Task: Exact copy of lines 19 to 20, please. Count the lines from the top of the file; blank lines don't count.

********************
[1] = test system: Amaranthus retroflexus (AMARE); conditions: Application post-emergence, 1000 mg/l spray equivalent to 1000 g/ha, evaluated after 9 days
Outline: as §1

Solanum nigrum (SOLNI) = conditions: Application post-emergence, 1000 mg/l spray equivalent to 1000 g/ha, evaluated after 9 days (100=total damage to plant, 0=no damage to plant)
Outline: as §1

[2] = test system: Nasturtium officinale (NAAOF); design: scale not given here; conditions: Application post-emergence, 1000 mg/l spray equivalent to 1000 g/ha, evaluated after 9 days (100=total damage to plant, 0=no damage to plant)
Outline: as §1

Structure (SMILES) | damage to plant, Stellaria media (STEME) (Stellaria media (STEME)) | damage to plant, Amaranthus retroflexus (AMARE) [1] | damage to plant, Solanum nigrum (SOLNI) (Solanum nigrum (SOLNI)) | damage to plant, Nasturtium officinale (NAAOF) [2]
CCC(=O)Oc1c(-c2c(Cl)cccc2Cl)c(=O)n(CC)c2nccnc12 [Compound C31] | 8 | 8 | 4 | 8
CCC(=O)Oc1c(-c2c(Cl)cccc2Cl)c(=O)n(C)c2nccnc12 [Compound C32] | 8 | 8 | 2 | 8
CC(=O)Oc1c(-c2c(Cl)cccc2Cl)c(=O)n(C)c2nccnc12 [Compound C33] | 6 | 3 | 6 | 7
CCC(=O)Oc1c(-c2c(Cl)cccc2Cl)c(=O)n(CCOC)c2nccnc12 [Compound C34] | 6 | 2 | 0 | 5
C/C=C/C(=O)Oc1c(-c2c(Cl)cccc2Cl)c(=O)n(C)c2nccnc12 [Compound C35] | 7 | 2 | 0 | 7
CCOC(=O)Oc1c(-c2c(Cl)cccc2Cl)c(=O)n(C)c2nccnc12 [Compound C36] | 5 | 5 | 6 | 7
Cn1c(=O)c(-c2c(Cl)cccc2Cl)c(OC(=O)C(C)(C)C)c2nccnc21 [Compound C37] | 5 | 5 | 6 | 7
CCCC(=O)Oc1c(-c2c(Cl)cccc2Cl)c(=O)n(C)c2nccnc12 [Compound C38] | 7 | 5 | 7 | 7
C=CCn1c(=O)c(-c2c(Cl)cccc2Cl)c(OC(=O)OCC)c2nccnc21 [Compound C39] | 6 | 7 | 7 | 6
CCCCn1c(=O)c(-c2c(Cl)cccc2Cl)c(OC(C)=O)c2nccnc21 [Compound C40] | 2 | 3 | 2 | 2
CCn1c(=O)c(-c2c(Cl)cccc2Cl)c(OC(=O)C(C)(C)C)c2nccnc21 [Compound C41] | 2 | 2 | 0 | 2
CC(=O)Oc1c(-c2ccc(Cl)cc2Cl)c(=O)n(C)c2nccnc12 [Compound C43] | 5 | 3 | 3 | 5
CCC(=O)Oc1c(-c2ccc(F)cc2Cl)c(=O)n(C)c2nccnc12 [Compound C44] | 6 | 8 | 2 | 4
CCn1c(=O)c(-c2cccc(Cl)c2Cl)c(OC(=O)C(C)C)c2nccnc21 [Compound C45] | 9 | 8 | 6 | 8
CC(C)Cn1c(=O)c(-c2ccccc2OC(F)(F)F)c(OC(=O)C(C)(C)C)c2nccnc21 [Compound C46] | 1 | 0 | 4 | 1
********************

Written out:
CC(=O)Oc1c(-c2ccc(Cl)cc2Cl)c(=O)n(C)c2nccnc12 [Compound C43] | 5 | 3 | 3 | 5
CCC(=O)Oc1c(-c2ccc(F)cc2Cl)c(=O)n(C)c2nccnc12 [Compound C44] | 6 | 8 | 2 | 4